However, as with many products, what is cool and cutting edge today can become a commodity tomorrow. Chinese smartphone makers need to start—and in some cases continue—to provide services as well as hardware if they are to ensure their future growth and profitability.

This is especially true as mobile handset penetration rates reach critical mass in China. There simply aren’t enough new customers and not enough demand for yearly or bi-yearly upgrades to sustain growth. Not to mention that heavy competition has led to lower prices and lower margins for domestic makers.

Xiaomi has taken the lead in expanding into services. As reported in TechCrunch in August, “70 percent of Xiaomi’s revenue comes from smartphones, 20 percent comes from connected devices and lifestyle products, and 10 percent comes from Internet services.” Smartphones are Xiaomi’s customer acquisition tool for its Internet services. And over time, Xiaomi’s Internet service revenue will grow more rapidly than most people think.

As of March 2018, Xiaomi already had 38 apps with more than 10 million monthly active users, and 18 apps with more than 50 million monthly active users, including the Mi App Store, Mi Browser, Mi Music, and Mi Video apps. Rather than paying search engines to acquire users, Xiaomi is essentially getting paid for acquiring users through selling its smartphones. This allows Xiaomi to have a negative customer acquisition cost for its Internet services.

This is a model that is well established in the United States. Apple started as a device maker but its services, app store, cloud computing and other businesses make the company stick and very profitable. Google started as a service company that added devices and operating systems to augment its search and advertising businesses.

Chinese makers need to continue expanding into services and alternative products to follow Apple and Google’s lead globally. It would make sense for them to further integrate into the massive New Retail ecosystems being built by Alibaba, JD.com and Tencent.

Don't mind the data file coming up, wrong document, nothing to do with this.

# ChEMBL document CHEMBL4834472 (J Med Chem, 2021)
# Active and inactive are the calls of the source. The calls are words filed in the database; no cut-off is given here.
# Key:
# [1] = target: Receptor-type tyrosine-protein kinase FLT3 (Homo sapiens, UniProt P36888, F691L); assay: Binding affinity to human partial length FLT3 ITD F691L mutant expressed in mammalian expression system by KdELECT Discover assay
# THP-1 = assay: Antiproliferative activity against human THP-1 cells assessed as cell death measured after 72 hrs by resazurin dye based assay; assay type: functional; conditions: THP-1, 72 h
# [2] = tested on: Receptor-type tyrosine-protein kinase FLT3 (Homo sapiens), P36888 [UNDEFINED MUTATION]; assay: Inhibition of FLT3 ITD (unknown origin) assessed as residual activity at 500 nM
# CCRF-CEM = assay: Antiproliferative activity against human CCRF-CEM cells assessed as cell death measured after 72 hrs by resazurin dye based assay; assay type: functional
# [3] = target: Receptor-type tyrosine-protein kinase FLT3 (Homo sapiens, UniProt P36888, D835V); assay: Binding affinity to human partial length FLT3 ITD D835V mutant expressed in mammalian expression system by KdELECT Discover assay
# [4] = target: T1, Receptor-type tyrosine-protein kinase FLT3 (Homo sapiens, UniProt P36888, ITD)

Going Global

In all likelihood there will be more than 5.5 billion Internet users worldwide by 2030, up from 3.5 billion today, with as many as 700 million connecting in the next five years.

Chinese smartphone companies must still act and serve locally while acting and serving in a global market. As stated earlier, Huawei shipped 54 million handsets in the second quarter of the year, but only 4 million of those were shipped outside of China. This is impressive but leaves a long runway for growth.

There are three key global growth opportunities for Chinese smartphone makers:

Developing markets. The vast-majority of new Internet users will start their online lives with a smartphone. The days of newcomers connecting via PC or laptop are gone. The vast majority—as much as 80 percent of them—will come from emerging markets including India, Indonesia, the countries of Sub-Saharan Africa and Latin America and the Caribbean. The Chinese device titans have already entered and created footholds in these markets. Rapid expansion with the dual device/services model is an open road to growth.

Developed markets. While offering services may be a longer-term goal in North America and Europe, Chinese companies, especially Huawei, can build on the increasing acceptance of “designed, made and branded in China” in the consumer electronics arena.

Growth in China and the Chinese-speaking consumers. In the same way that China’s e-commerce and New Retail giants are working to connect hundreds of millions of rural people, China’s device makers have the opportunity to offer devices and services at price points that will encourage first purchases and also encourage affordable and frequent upgrades. There is also the opportunity to sell to what I call the China global consumer demographic. There are hundreds of millions of ethnic Chinese and Chinese-speaking consumers the world over. This presents a unique category of consumers that have not been fully addressed to date.

The perfect storm of life lived through devices, e-commerce and hundreds of millions of newly connecting global consumers, provides Chinese device makers an unprecedented opportunity.

If they can ensure trust and acceptance from consumers and governing institutions globally, continue to invest in innovation and new services and differentiate themselves from more experienced and globally known brands, then certainly, one glowing screen at a time, their future will brighten.

The author is vice president of China/Asia Pacific strategy and global digital practices at consulting firm Tompkins International

Copyedited by Rebeca Toledo

Comments to zhouxiaoyan@bjreview.com